Nine Inch Nails were officially inducted into the Rock and Roll Hall of Fame last night, during a virtual ceremony. They joined a class that included Depeche Mode, The Doobie Brothers, Whitney Houston, Notorious B.I.G., and T-Rex. The entire ceremony, which was delayed from originally happening in March, can be viewed on HBO on Demand.
As for who is officially inducted:
- Atticus Ross – programmer/keyboardist, etc. (2016 – present)
- Robin Finck – guitarist (1994 – 2000, 2008 – present)
- Alessandro Cortini – keyboardist (2004 – 2008, 2013 – present )
- Ilan Rubin – drummer (2009 – present)
- Chris Vrenna – keyboardist (1988 – 1990, 1992 – 1997)
- Danny Lohner – bassist (1993 – 2003)
During his speech, Reznor made sure to thank past members who were not inducted, including Richard Patrick, who famously ranted about his exclusion.
Here is Trent Reznor's full speech transcribed:
Thank you so much, Iggy. Hello, everyone. What a disorienting, strange year we find ourselves in. As I’ve been wrapping my head around Nine Inch Nails being welcomed into the Rock & Roll Hall of Fame, I think I was most looking forward to the ceremony itself where the hopefully whole camp, past and present, was going to get together and have a moment. And we’re all stuck in our little boxes staring at our screens.
Even now, music’s always been the thing that keeps me going, and, as an artist, I think the most significant accomplishment or feeling is realizing something you’ve created from a fragile and intimate place has reached out and resonated and affected someone else, possibly changing how they see the world. So as to whatever being in a hall of fame means, thank you for the recognition.
With that said, this has been far from a singular endeavor, and I first one to introduce my fellow inductees: Atticus Ross, Robin Finck, Allesandro Cortini, Ilan Rubin, Danny Lohner, and Chris Vrenna. I love these guys and they’ve all been an integral and central part of why we’re here. Additionally, there’s been a number of other key players involved over the years I’d like to recognize and thanks, including Charlie Clouser, James Woolley, Rich Patrick, Josh Freese, Justin Meldal-Johnsen, Jerome Dillon, Aaron North, Jeff Ward, and Jeordie White.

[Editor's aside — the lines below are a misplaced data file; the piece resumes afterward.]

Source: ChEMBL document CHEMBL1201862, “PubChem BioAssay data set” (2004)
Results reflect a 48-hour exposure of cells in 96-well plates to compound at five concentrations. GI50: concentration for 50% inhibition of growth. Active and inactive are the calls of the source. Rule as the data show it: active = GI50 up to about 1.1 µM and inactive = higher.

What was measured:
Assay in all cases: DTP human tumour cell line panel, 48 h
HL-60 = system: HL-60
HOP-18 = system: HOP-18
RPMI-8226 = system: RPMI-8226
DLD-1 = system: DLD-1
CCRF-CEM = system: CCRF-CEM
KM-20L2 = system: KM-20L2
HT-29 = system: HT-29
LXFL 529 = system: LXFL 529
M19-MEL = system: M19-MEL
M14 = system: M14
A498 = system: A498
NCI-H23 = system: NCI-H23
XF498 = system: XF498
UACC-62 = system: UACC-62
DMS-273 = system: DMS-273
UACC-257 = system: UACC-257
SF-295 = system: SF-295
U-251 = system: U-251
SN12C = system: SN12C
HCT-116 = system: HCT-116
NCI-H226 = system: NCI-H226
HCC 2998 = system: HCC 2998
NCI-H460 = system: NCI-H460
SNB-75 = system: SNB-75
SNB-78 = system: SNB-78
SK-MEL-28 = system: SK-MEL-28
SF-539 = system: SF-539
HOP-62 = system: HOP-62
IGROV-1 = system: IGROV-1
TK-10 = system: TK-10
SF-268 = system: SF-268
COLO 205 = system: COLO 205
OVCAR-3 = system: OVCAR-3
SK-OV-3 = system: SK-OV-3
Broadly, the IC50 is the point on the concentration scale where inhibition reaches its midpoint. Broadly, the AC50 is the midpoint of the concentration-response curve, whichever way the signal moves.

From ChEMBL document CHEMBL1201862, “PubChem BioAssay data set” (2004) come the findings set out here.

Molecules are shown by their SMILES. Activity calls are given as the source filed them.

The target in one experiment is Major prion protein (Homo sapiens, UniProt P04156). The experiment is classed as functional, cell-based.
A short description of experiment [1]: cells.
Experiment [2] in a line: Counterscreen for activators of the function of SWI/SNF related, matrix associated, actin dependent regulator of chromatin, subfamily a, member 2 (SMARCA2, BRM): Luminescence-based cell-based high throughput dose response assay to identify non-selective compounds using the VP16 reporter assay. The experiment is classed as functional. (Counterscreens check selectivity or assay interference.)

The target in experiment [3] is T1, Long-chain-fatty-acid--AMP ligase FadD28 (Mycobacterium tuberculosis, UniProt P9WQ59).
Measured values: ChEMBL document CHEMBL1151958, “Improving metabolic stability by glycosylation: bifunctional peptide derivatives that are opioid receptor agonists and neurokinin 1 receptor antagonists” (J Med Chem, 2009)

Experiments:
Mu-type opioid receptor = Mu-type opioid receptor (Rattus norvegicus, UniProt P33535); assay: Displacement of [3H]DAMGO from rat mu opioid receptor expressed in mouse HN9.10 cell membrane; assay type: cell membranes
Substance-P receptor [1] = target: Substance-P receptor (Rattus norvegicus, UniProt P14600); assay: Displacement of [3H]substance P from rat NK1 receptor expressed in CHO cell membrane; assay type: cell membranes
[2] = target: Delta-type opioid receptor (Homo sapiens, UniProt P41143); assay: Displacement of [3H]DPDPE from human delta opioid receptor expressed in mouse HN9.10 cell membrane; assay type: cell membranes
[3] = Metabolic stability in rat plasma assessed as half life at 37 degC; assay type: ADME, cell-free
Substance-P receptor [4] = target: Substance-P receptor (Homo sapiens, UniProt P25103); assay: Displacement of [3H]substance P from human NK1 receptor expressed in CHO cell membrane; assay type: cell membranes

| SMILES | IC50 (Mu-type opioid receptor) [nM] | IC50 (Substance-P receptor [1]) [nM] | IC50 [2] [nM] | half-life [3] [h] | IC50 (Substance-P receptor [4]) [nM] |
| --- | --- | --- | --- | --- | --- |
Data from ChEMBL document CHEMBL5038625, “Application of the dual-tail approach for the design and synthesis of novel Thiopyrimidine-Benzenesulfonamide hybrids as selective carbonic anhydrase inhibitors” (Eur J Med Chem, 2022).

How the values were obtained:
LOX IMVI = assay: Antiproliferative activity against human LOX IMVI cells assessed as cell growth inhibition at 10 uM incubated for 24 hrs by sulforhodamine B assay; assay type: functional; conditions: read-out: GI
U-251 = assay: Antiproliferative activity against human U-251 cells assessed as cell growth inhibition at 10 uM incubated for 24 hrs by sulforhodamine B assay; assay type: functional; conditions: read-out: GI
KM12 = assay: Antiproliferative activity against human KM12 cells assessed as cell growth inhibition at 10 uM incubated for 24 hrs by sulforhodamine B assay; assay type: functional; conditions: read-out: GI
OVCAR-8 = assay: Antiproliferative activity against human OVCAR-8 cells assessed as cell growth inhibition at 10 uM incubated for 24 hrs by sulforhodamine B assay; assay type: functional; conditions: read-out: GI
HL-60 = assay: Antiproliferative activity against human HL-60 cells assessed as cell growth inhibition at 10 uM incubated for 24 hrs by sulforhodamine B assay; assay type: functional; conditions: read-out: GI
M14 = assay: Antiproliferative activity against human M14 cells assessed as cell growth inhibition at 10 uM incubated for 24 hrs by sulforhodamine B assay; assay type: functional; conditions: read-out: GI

Throughout the years I’ve benefited from a strong collection of people around me that’ve offered everything from encouragement to guidance to a kick in the ass when needed. These include Jimmy Iovine, John Silva, Marc Geiger, Ross Rosen, Alan Moulder, Rick Rubin, Zia Modabber, Bill Harper, David Fincher, Jerome Crooks, Steve Barnett, Jim Guerinot, and John Malm. You’re all appreciated and this is for you too. Special thank you to my wife Mariqueen and the kids, you keep me humble and everything worthwhile.
And for the Nine Inch Nails fans out there—you guys are the best. We’ve wound up in some weird places together, and you’re an intense bunch that can drive me out of my mind, but you’re the best. This journey’s far from over if I have any say in it, so let’s stop fuckin’ around pattin’ ourselves on the back and get to it. Hope to see you all in the flesh soon. Thank you.
Here is Iggy Pop's induction speech:
When I first heard about Nine Inch Nails and I heard a little of their music, I thought, “Well, who is this guy?” So I took look and I saw a face straight out of 15th century Spain. I think Trent could have played Zorro. If he’d been alive at the right time, I think he could have been painted by Velasquez or El Greco, and his portrait would probably be painting in the Prado today.
Listening to Nine Inch Nails’ music — which is so often called “industrial” — I actually hear a lot of funk. Just listen to “Closer,” and the foundation could be Stevie Wonder or George Clinton, but on top of that is a focused and relentless process of emotional destruction which paints a portrait of pain, pressure, and dissatisfaction.
It’s the soundtrack to the dark and lonely party that was beginning to play out in America at that period, so I would call it, not industrial, but the sound of industrial and digital ambition.
I went to the Nine Inch Nails show at the Forum in Los Angeles, the one together with David Bowie, and Trent held the centre of that room just by being a kind of dark spot, hunched behind the mic. I’ve seen the same thing accomplished in different ways by T. Rex at Wembley, Nirvana at the Pyramid Club, and Bob Dylan in ’65. This is the mark of the master artist, simply to connect.
The controversial and brilliant French novelist Michel Houellebecq, when asked the secret of his success, said, “It’s easy: Just tell the truth.” Listening to Nine Inch Nails feels like hearing the truth, so it gets you a little bit closer to God. It is my honour to assist in inducting Trent Reznor and Nine Inch Nails into the Rock and Roll Hall of Fame.